The Dow Jones Industrial Average (INDU) added 0.1 percent, holding a record high as International Business Machines Corp. and Wal-Mart Stores Inc. rallied more than 1.3 percent.

The S&P 500 added 0.5 percent last week for a fifth week of gains. Better-than-projected data on jobs and U.S. gross domestic product signaled the economy is strong enough to withstand a reduction in Fed stimulus, even as consumer spending climbed last quarter at the slowest pace since 2011.

Corporate earnings that surpassed estimates and unprecedented monetary support from the Fed have propelled the S&P 500 up by more than 160 percent from a March 2009 low.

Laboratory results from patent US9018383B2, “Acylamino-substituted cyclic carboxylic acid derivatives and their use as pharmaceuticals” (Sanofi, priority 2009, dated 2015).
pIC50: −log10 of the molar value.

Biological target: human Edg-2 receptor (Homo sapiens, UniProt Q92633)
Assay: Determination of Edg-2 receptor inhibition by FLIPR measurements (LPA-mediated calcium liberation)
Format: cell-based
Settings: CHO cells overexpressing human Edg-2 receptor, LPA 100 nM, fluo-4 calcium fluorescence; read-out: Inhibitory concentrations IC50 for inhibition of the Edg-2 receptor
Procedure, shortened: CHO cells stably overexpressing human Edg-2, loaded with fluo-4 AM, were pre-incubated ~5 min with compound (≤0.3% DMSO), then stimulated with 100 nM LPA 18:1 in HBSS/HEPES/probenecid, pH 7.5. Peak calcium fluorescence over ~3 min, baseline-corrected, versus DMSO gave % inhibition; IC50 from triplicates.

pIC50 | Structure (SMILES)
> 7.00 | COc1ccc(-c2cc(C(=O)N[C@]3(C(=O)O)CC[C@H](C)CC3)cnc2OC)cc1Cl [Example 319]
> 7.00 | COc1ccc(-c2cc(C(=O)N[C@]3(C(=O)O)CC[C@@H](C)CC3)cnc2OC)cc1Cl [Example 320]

Earnings Season

Of the 447 S&P 500 companies that have released third-quarter profit so far, 75 percent have beaten analysts’ forecasts, data compiled by Bloomberg showed. Earnings per share for the companies on the gauge probably increase 4.7 percent in the third quarter, and will rise 6.2 percent in the fourth, according to estimates compiled by Bloomberg.

Wal-Mart, Macy’s Inc. and Nordstrom Inc. are among retail companies reporting earnings this week, while Home Depot Inc. posts results Nov. 19.

Investors have poured money into exchange-traded funds tracking U.S. stocks, pushing assets in the iShares Core S&P 500 ETF above the Vanguard FTSE Emerging Markets ETF for the first time since 2010. The iShares S&P 500 fund manages $50.5 billion, compared with $48.3 billion for the ETF linked to shares of developing nations, according to data compiled by Bloomberg. The SPDR S&P 500 ETF Trust is the world’s largest ETF with about $156 billion.